Richard Rodgers, a free agent from Green Bay, has played well, catching the ball better than expected. The Eagles will look for Rodgers to mostly contribute as a blocker.
Running back: Jay Ajayi will enter 2018 as the №1 back in a running back-by-committee backfield. The 25-year-old still has aspirations. “This is my fourth season now. If you’ve seen what I’ve done in the past, you know I’m an elite back.” Ajayi needs to be more consistent to accomplish that. For his career, Ajayi has rushed 573 times for 2,332 yards and 10 touchdowns.
For the Eagles last year, he rushed 70 times for 408 yards and one touchdown in seven games. Ajayi did have an outstanding 5.8 yards per carry after joining the Birds on Nov. 5 and also caught 24 passes for 158 yards and another TD.
Second-year running back Corey Clement has looked good in training camp, and veteran Darren Sproles claims he is 100 percent to go. The 35-year-old speedster is returning for one final season after breaking his arm and tearing an ACL in game three last year.
The fourth back will be either Wendell Smallwood, who is entering his third season, or rookie Josh Adams, rookie free agent out of Notre Dame and Central Bucks South. Both have been plagued by injuries so far.
Secondary: The cornerback position is stacked. The most difficult decision for defensive coordinator Jim Schwartz is where to put everyone.
Jalen Mills, Ronald Darby, Sidney Jones and De’Vante Bausby can all play and possibly start. Fourth-round pick Avonte Maddox has been outstanding in the slot all training camp and in preseason games. Second-year corner Rasul Douglas has struggled at times but is expected to make the team.
At safety, the Eagles boast one of the better starting duos in the league with Pro Bowler Malcolm Jenkins and veteran Rodney McLeod. The depth here is weak. The Eagles decided to bring back veteran Corey Graham to help. An injury to either starter could really hurt their chances to repeat.
Defensive line: Same as the secondary, this unit is loaded. Tackles include All-Pro Fletcher Cox, veteran Haloti Ngata and Destiny Vaeao. Tim Jernigan, who was outstanding during the Birds’ title run, has not practiced at all this offseason as he deals with recovering from back issues. The 25-year-old may be lost of the season. The Eagles need a player from the back of the roster such as Elijah Qualls or Aziz Shittu to step up.
The pass-rushing unit is returning rookie standout Derek Barnett plus veterans Chris Long and Brandon Graham, who is now back practicing after undergoing ankle surgery in the offseason. The Eagles added veteran Michael Bennett and drafted Josh Sweat out of Florida State in the fourth round. If the talented Sweat can manage his achy knees, he could really add even more depth to this unit.
Schwartz was asked if he had too much depth with pass rushers and corners.
“Things that have never been said in the NFL: ‘I have too many pass rushers. I have too many good corners.’ ” Schwartz said with a sarcastic smile. “Those are things that defensive coordinators, defenses in general, value. You need to be built for the long haul. There’s going to be injuries. It was well-documented last year, injuries that we had. Part of filling those was having good depth. You’re not going to find a coach in the world that’s going to complain about that.”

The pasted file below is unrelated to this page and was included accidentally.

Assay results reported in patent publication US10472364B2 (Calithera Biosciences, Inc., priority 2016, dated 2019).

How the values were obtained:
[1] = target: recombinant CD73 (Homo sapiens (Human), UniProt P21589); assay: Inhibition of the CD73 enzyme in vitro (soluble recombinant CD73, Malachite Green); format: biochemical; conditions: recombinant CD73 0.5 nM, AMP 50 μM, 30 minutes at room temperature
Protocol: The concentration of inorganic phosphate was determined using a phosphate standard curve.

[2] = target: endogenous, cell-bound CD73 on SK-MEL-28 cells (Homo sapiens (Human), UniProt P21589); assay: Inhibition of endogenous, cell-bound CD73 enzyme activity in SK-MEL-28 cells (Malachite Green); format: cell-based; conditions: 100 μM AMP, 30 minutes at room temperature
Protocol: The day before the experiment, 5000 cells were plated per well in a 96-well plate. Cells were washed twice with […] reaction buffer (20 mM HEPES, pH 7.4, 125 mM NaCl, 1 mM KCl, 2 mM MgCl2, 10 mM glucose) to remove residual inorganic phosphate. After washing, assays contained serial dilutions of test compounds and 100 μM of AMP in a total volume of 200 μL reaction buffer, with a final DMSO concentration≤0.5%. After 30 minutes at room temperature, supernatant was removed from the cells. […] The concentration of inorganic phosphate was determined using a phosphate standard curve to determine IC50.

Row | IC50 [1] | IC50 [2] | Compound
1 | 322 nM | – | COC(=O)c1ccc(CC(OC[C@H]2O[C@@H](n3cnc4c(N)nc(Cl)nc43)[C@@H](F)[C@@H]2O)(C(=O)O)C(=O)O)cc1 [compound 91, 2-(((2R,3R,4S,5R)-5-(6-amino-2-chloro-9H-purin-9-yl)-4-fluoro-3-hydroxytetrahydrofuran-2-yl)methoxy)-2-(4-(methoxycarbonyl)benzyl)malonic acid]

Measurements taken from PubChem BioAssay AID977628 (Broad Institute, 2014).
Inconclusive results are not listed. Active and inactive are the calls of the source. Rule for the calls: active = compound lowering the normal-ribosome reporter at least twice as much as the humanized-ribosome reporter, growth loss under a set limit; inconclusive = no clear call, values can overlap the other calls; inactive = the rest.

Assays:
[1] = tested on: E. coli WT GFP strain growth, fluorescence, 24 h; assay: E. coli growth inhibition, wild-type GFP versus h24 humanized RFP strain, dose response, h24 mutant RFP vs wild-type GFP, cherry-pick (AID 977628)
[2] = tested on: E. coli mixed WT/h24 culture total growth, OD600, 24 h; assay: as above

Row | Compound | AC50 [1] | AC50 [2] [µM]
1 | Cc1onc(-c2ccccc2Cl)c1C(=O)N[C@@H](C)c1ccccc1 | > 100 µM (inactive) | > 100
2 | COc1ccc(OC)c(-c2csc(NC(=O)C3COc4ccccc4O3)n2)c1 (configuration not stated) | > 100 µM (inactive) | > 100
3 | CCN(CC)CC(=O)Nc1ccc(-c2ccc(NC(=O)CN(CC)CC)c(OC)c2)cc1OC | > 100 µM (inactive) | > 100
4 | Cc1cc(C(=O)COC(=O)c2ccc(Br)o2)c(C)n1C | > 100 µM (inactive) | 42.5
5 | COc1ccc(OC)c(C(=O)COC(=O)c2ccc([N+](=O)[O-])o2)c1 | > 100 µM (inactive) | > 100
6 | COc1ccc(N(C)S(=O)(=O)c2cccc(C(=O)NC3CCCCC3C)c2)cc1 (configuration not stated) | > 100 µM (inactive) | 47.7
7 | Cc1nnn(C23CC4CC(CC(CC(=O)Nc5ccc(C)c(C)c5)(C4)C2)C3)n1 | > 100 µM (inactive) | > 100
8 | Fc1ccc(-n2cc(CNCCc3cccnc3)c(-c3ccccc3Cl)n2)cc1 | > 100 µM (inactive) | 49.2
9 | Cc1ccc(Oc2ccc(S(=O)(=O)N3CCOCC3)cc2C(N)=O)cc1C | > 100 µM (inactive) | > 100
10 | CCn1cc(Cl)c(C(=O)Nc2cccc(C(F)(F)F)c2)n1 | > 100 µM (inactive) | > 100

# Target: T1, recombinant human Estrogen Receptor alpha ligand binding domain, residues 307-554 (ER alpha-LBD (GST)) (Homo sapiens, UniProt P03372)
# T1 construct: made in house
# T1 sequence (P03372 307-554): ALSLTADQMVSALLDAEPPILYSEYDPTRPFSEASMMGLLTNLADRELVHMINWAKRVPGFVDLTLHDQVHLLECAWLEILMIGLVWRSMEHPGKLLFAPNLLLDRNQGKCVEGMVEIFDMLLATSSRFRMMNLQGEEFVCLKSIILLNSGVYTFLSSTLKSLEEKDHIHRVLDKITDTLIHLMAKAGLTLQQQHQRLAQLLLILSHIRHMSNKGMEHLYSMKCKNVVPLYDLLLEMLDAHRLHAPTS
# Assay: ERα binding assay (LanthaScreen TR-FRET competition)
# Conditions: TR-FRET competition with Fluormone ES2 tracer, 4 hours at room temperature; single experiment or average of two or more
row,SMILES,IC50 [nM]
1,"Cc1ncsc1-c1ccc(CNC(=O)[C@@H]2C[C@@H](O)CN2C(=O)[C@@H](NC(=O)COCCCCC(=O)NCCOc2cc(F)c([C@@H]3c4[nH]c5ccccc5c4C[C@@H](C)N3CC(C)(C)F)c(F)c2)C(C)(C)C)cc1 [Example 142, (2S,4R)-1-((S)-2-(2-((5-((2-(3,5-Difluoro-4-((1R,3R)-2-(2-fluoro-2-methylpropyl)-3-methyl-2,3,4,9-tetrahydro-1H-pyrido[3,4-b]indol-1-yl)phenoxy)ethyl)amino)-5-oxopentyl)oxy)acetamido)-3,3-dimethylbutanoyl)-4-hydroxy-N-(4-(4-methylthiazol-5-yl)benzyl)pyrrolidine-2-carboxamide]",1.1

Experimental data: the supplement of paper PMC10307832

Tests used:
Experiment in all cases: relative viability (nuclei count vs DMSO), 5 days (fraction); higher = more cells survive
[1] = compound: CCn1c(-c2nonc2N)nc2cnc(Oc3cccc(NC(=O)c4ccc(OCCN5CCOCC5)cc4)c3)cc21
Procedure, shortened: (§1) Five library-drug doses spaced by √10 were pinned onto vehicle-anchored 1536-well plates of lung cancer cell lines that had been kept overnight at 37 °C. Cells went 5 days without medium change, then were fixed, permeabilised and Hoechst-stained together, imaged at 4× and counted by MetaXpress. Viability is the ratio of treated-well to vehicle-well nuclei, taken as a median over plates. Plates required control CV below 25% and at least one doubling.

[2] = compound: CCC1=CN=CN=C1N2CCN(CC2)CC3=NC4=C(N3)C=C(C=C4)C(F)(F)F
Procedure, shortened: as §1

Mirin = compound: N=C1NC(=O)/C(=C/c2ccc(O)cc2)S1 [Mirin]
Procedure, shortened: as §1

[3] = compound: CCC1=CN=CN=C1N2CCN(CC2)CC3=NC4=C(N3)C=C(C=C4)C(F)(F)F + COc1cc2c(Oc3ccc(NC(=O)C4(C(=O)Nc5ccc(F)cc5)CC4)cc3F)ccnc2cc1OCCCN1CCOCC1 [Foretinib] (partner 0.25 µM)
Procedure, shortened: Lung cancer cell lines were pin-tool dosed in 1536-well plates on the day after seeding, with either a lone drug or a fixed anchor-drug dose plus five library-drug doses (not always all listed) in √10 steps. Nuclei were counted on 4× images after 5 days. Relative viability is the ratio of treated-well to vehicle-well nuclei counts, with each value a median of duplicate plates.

Linebacker: Like most NFL teams, the Eagles will play two linebackers most of the time. Jordan Hicks and Nigel Bradham are your starters. Hicks is a Pro Bowl-caliber linebacker if he can stay healthy, and that has been a major issue his entire career dating to his days at Texas.
Bradham was outstanding last year. But the Birds need to see some of their young linebackers step up.
Nathan Gerry, entering his second season, and Kamu Grugier-Hill, now in his third, have played well this preseason and have earned playing time. Joe Walker and veteran addition Corey Nelson have been invisible this training camp. If the injury bug hits again, we might see Jenkins move up for run support like he did last year.
As a rookie, Jake Elliott was outstanding. He was 26 of 31 on field goals including his memorable, team-record 61-yard walk-off field goal in week 3 against the Giants. He missed three extra points but with the longer distance now employed, that accuracy rate was solid. He will need to get his chemistry down with new holder Cameron Johnston, the punter who takes over for the retired Donnie Jones. So far, Johnston has been solid as a punter, not so much as a holder. That needs to get better quickly.
Gibson, Sproles and Clement will likely handle kick returns.
On paper, if Wentz is healthy, this is a 12–4 team and possible №1 seed in the NFC. A rejuvenated New York Giants team as well as challenges from the Green Bay Packers, Falcons, Minnesota Vikings, Los Angeles Rams and New Orleans Saints will make the path to Atlanta very difficult. The 2018 NFC is a minefield. If the Eagles can get off to a good start despite all the injuries, they have a chance. But it will be tough. ••